The drums of war on Iran have been beating, in both Jerusalem and among the usual suspects in the US (Republicans, the Israel lobby, the so-called neocons, etc). I’ve had posts over the past year arguing that Israel won’t attack Iran because it logistically cannot do so (e.g. here and here) and that if such an attack were to happen, the consequences would be catastrophic (most lately here). Not just for a generalized conflagration in the region but also for the world economy, which would plunge into recession—if not depression—following the inevitable spike in the price of oil and as high as $200 a barrel (asserted most recently by Nouriel Roubini and Ian Bremmer here). This is rather obvious, I think. On the conflagration, Israel would be hit not only by Iranian missiles but also by Hizbullah’s, which, as one may read in Nicholas Blanford’s new book, Warriors of God: Inside Hezbollah’s Thirty-Year Struggle Against Israel—favorably reviewed here by the right-leaning, Israel-sympathizing journalist Michael Totten—, can hit the Dimona nuclear power plant and take down any skyscraper in Tel Aviv. Lovely. It seems to me that anyone who seriously advocates an Israeli strike on Iran needs to have his or her head examined.
But as I’ve been saying, an attack on Iran simply won’t happen. America will not allow the Israelis to do it on their own and will not launch one itself. À propos, the Vanity Fair web site had a must read interview on the subject earlier this month with Colonel Lawrence Wilkerson, a former chief of staff for Secretary of State Colin Powell, who explained “why Israel couldn’t take out Iran’s nuclear program even if it wanted to.” Voilà the conclusion of the interview:
Who in the administration or in the Department of Defense is pressing for a military strike?
Inside the Pentagon, civilian and military, I cannot find a single voice in favor of striking Iran.
What happens next?
Here’s another tidbit for you. I was in Havana when Ahmadinejad was there. I can’t reveal my sources, but not only did the Cuban government give him a third- or fourth-level award—which really made him angry because it wasn’t the top or even the second-level award—they also delivered him a message from Fidel Castro: get off this nuclear kick. Fidel is very anti-nuclear, as you might imagine, given his experience with the Cuban Missile Crisis. I think he, Kennedy, and Khrushchev all realized that they took the world to the brink of extinction. Here’s our archenemy in Cuba advising our archenemy in Iran that they’re on the wrong track.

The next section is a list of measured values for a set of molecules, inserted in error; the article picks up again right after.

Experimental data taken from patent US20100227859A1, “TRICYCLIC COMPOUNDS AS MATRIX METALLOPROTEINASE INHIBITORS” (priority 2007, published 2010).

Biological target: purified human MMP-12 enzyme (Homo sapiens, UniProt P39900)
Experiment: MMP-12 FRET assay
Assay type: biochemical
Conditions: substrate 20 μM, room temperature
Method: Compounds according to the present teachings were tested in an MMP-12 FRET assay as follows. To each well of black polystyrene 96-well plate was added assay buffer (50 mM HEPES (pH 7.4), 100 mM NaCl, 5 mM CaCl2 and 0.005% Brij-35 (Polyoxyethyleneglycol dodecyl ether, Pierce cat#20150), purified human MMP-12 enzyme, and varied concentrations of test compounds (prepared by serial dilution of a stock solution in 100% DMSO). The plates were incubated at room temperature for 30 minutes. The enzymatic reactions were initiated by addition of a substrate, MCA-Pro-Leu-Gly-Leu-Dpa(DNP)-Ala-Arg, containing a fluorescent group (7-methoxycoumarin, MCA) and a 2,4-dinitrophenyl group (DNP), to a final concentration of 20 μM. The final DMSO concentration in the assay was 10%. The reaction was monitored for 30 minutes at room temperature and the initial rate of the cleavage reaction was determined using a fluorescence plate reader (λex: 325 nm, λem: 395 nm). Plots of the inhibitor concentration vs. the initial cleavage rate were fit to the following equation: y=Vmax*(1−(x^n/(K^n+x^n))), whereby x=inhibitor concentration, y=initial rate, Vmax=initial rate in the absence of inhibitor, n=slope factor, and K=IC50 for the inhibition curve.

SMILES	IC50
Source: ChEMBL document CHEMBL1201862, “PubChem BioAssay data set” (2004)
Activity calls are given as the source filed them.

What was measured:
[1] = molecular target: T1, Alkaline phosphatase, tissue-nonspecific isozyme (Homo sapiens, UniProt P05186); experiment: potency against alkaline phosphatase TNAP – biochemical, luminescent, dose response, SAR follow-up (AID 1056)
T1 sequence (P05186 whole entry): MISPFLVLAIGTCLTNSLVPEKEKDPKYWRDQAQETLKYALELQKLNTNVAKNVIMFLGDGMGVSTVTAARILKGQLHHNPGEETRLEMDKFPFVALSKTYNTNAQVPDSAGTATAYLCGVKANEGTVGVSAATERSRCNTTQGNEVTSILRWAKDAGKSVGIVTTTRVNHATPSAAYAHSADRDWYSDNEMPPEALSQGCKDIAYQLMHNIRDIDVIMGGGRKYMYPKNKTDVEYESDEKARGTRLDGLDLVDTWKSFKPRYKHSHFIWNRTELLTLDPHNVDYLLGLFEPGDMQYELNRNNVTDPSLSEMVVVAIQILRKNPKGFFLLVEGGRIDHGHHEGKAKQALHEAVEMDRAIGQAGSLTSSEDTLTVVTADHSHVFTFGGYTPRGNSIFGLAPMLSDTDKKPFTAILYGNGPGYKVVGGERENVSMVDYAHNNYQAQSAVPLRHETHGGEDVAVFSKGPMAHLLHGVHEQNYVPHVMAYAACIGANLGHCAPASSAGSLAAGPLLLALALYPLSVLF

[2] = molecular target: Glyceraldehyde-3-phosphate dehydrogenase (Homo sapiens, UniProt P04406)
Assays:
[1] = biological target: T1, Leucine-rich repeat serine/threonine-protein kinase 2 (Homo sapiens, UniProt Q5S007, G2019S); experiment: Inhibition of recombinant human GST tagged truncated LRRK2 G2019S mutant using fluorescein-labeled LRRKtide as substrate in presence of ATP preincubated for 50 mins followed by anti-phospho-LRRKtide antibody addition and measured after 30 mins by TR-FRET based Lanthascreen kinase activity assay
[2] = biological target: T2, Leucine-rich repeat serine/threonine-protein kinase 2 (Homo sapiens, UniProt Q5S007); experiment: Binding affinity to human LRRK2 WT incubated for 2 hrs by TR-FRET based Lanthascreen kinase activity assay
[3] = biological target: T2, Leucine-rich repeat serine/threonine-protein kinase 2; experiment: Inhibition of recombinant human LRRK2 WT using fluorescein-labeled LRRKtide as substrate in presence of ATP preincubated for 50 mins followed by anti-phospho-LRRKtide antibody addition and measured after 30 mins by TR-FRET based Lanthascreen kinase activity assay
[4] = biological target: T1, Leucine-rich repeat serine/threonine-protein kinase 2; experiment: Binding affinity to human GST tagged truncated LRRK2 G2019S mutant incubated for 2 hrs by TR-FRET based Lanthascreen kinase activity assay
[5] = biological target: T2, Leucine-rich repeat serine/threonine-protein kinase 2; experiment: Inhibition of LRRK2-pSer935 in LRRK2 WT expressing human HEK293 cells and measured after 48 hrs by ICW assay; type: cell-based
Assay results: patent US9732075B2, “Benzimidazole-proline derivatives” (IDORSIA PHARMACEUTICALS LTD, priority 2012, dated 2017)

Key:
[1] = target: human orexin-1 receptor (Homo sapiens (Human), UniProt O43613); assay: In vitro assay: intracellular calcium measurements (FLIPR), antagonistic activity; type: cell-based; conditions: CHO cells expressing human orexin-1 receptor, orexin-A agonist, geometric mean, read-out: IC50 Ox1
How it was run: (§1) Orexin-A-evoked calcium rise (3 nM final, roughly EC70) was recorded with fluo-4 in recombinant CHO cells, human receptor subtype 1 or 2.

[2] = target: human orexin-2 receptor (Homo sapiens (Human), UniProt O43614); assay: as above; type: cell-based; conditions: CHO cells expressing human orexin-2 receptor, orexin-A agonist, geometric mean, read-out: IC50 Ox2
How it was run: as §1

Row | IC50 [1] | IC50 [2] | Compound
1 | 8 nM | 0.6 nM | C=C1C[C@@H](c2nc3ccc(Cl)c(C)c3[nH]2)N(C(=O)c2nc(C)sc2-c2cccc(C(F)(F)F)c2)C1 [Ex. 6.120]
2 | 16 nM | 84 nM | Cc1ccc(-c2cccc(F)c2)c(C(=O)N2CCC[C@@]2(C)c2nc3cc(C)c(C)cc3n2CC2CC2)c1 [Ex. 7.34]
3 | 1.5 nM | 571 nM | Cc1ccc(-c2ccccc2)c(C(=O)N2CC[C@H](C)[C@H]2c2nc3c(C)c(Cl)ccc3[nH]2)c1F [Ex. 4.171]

Mind you, if we attack Iran, the Chinese will be ecstatic. Not only will we be mired in yet another interminable war, but from this one we might not recover for half a century.
As it happens, the Israeli public is also not keen on bombing Iran, as has been reported in several sources the past few days, e.g. here and here. But… Aluf Benn, the sharp editor-in-chief of Haaretz, had a column the other day on how Netanyahu has rhetorically painted himself into a corner and may willy-nilly be compelled to launch an attack on Iran. And there’s this from Daniel Pipes, who no doubt has good sources in the Israeli power structure
The perception may be, in the words of a Washington Post headline, “Obama assures Netanyahu on efforts to stop Iran’s nuclear program” but I am not convinced that is the real story. For example, it might in fact be the possible Israeli use of nuclear weapons to attack the Iranian infrastructure.
I don’t believe for a second that the Israelis would be this insane. But still… As we say here, ça fait froid dans le dos. And then some…